virological suppression

Halting of the function or replication of a virus. In HIV, optimal viral suppression is measured as the reduction of viral load (HIV RNA) to undetectable levels and is the goal of antiretroviral therapy.


Relating to the heart and blood vessels.


A group of diseases characterized by high levels of blood sugar (glucose). Type 1 diabetes occurs when the body fails to produce insulin, which is a hormone that regulates blood sugar. Type 2 diabetes occurs when the body either does not produce enough insulin or does not use insulin normally (insulin resistance). Common symptoms of diabetes include frequent urination, unusual thirst and extreme hunger. Some antiretroviral drugs may increase the risk of type 2 diabetes.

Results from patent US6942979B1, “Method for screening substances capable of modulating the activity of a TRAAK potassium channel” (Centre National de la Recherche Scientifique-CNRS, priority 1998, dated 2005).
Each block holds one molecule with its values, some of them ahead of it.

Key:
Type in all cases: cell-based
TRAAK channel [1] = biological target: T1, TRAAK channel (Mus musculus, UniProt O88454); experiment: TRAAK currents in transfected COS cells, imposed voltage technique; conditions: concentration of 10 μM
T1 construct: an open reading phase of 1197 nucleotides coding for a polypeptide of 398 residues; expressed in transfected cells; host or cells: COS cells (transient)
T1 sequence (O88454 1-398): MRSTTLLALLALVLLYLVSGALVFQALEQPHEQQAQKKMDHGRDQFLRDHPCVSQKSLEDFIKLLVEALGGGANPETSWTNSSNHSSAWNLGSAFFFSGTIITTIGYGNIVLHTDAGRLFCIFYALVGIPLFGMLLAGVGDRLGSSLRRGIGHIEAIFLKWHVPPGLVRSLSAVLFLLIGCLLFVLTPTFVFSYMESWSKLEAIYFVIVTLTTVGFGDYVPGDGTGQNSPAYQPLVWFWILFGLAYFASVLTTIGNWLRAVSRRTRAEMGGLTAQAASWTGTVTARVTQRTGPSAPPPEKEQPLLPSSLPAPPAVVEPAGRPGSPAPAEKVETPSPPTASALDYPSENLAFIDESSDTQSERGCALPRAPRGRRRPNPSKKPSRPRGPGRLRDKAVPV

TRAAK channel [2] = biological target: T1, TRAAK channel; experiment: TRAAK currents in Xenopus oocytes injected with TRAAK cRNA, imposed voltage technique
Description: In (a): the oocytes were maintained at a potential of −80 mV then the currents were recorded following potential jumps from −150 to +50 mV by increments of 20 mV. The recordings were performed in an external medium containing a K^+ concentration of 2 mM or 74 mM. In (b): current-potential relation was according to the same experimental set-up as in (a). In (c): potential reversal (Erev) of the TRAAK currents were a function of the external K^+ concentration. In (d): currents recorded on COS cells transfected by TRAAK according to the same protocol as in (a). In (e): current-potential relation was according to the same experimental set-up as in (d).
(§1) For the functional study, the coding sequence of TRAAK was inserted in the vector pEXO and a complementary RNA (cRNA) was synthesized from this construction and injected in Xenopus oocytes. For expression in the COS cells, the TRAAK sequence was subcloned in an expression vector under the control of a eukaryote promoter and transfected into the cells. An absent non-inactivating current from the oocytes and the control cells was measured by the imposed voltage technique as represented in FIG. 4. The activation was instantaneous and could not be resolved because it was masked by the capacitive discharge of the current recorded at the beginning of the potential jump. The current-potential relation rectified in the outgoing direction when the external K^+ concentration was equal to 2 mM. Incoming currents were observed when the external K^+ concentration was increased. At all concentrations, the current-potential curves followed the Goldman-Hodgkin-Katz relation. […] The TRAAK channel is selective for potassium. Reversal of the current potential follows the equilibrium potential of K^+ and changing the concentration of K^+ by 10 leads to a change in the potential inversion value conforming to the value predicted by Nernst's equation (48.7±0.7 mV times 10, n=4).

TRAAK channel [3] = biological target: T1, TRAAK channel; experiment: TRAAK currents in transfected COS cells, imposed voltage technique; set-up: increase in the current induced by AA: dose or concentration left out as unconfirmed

A mental health problem causing long-lasting low mood that interferes with everyday life.

But it’s also important to emphasise that even though people with HIV had higher rates of dementia, it still remained rare. The rates are well below those seen in the era before modern HIV therapy became available.

Thanks to advances in treatment and care, many people with HIV now have an excellent life expectancy and can expect to live well into old age. An increasing proportion of people with HIV are now aged 50 years and over and diseases associated with ageing are accordingly an important cause of illness and death among HIV-positive individuals. One of these is dementia.